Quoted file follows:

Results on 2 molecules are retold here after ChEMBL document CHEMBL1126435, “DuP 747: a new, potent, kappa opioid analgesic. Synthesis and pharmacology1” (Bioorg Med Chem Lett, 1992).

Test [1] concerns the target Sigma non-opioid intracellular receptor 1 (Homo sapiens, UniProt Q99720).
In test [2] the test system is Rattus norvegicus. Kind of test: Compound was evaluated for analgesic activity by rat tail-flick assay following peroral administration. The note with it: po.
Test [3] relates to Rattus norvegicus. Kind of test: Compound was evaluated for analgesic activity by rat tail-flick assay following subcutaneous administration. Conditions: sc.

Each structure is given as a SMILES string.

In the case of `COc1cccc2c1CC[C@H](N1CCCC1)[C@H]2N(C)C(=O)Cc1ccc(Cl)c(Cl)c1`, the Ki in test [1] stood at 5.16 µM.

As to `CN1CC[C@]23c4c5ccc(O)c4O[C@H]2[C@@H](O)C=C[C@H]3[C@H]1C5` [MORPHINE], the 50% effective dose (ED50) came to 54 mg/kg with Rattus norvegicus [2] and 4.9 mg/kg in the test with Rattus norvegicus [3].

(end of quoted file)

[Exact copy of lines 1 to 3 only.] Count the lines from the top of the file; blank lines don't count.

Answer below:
Results on 2 molecules are retold here after ChEMBL document CHEMBL1126435, “DuP 747: a new, potent, kappa opioid analgesic. Synthesis and pharmacology1” (Bioorg Med Chem Lett, 1992).

Test [1] concerns the target Sigma non-opioid intracellular receptor 1 (Homo sapiens, UniProt Q99720).
In test [2] the test system is Rattus norvegicus. Kind of test: Compound was evaluated for analgesic activity by rat tail-flick assay following peroral administration. The note with it: po.